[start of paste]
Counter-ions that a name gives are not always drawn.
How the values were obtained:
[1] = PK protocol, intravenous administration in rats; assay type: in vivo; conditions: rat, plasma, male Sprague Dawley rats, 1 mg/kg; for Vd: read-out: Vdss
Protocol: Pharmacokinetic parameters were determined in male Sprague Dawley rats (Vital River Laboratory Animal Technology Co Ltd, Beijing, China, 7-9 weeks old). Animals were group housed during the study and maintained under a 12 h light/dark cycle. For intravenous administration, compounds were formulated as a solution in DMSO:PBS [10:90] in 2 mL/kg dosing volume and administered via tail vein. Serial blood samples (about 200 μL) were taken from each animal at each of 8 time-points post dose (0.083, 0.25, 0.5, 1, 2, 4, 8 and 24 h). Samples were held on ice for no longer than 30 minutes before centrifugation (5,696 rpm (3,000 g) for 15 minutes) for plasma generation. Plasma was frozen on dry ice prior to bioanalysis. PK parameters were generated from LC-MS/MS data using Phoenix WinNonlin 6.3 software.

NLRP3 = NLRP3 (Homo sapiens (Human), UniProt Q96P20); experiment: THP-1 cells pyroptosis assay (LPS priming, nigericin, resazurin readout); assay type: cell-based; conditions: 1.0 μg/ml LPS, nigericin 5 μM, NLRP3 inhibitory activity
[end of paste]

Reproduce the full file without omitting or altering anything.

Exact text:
Counter-ions that a name gives are not always drawn.
How the values were obtained:
[1] = PK protocol, intravenous administration in rats; assay type: in vivo; conditions: rat, plasma, male Sprague Dawley rats, 1 mg/kg; for Vd: read-out: Vdss
Protocol: Pharmacokinetic parameters were determined in male Sprague Dawley rats (Vital River Laboratory Animal Technology Co Ltd, Beijing, China, 7-9 weeks old). Animals were group housed during the study and maintained under a 12 h light/dark cycle. For intravenous administration, compounds were formulated as a solution in DMSO:PBS [10:90] in 2 mL/kg dosing volume and administered via tail vein. Serial blood samples (about 200 μL) were taken from each animal at each of 8 time-points post dose (0.083, 0.25, 0.5, 1, 2, 4, 8 and 24 h). Samples were held on ice for no longer than 30 minutes before centrifugation (5,696 rpm (3,000 g) for 15 minutes) for plasma generation. Plasma was frozen on dry ice prior to bioanalysis. PK parameters were generated from LC-MS/MS data using Phoenix WinNonlin 6.3 software.

NLRP3 = NLRP3 (Homo sapiens (Human), UniProt Q96P20); experiment: THP-1 cells pyroptosis assay (LPS priming, nigericin, resazurin readout); assay type: cell-based; conditions: 1.0 μg/ml LPS, nigericin 5 μM, NLRP3 inhibitory activity